Feel free to email me at nick (at) nickdarlington (dot) com
Day 24 – the launch of WriteWorldwide – the go-to resource for freelance writers who use English as a second language.
I’ve talked a lot about how I followed a strategy laid out by Bamidele Onibalusi to earn my first $1000 as a freelance writer. Bamidele created a pseudonym, followed a strategy, gave himself two months to achieve $1000 and in the process shared everything with those who followed. He also created a Facebook group, which is 2000 members strong.
That Facebook group was instrumental in helping others (like me) achieve the goal. People shared success stories, tips, and resources to help each other. People who asked for advice received it. This sense of helping one another succeed continues as I write this.
But the group goes beyond being a resource to help people become freelance writers. Amazing connections have, and no doubt will continue to be made, amongst freelance writers from all over the world. It is in this group that I connected with four other freelance writers. Richard Rowlands, Ciaran Gilligan, Yassir Sahnoun and myself noticed pain point and struggles experienced by all writers, especially those who use English as a second language (ESL writer’s).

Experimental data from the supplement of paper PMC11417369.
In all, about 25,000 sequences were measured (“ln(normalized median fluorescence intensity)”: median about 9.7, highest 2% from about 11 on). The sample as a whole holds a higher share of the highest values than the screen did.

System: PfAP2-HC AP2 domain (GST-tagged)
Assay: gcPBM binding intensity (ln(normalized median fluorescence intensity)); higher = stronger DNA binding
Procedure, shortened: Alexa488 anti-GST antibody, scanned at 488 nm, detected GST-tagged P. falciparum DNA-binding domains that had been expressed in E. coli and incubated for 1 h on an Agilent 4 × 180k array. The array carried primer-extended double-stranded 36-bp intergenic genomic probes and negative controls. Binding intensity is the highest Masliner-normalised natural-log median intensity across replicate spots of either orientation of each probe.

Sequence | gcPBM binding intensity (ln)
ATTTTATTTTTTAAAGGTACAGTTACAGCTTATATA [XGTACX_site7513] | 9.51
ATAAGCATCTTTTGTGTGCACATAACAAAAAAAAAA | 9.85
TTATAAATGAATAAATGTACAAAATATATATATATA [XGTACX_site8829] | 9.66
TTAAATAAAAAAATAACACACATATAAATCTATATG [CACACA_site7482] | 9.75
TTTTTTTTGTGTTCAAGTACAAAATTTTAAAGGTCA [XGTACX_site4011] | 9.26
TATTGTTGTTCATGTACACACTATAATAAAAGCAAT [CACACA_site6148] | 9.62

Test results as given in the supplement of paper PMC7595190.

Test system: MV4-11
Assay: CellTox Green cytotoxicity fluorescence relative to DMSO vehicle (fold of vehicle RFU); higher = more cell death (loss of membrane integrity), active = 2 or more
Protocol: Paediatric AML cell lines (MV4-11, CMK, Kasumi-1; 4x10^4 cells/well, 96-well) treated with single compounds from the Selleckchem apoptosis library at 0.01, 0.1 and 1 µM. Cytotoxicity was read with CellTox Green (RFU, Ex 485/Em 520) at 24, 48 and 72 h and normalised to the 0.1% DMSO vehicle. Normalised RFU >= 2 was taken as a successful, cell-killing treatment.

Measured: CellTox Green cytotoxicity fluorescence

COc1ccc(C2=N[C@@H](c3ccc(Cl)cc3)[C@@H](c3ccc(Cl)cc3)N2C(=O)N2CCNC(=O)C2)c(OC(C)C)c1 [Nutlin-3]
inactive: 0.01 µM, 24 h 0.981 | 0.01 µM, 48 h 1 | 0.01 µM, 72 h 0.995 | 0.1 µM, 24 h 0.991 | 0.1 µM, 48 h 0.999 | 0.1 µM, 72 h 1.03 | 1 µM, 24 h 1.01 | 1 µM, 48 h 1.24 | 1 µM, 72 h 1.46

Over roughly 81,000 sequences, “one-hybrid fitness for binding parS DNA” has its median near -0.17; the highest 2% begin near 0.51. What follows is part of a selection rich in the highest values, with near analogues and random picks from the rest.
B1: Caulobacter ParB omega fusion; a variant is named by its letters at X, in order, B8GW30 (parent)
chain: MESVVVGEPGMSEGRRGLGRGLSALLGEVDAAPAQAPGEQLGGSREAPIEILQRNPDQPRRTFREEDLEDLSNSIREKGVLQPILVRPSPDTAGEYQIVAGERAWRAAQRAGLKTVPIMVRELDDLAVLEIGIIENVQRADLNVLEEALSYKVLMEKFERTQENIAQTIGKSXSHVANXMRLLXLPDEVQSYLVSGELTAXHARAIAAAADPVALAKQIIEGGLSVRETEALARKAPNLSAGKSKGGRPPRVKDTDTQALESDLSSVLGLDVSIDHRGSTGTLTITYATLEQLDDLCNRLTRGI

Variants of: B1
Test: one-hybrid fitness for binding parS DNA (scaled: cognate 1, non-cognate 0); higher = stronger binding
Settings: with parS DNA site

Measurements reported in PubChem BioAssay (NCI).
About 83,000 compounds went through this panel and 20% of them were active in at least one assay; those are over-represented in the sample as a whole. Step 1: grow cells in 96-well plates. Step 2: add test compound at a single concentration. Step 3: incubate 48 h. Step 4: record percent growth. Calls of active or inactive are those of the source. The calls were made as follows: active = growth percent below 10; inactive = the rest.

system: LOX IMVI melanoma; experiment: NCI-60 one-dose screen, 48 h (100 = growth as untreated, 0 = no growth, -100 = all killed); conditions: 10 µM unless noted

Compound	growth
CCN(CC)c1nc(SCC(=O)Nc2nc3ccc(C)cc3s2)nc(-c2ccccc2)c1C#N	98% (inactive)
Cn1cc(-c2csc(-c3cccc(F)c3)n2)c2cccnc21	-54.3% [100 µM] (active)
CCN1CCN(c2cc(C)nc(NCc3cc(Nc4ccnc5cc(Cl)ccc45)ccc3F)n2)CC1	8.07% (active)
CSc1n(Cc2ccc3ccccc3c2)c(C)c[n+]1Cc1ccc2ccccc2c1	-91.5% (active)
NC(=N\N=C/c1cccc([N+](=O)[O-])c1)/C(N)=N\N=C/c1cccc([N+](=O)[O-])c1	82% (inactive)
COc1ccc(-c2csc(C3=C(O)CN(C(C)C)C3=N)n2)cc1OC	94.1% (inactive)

So, we decided to create a resource catering to this group. After months of collaboration, Skype calls, interactions on Slack (great tool for remote teams) jokes, laughs and brainstorming we’re pre-launching WriteWorldwide (the go-to resource for freelance writer’s who use English as a second language).
In the months that follow we’ll provide bucket loads of free and actionable content to help people become freelance writers and advance their writing careers. We’ll also be interviewing top freelancers and sharing templates you can use to land clients.
We’re officially launching on March 1st, but have some giveaways for early subscribers like eBooks from top freelance writers Carol Tice and Bamidele Onibalusi and one-hour free consultation with the WriteWorldwide team. All new subscribers will also receive an e-mail series to help them land their first writing gig, and 30% off one month of language tuition from our friends at Rype.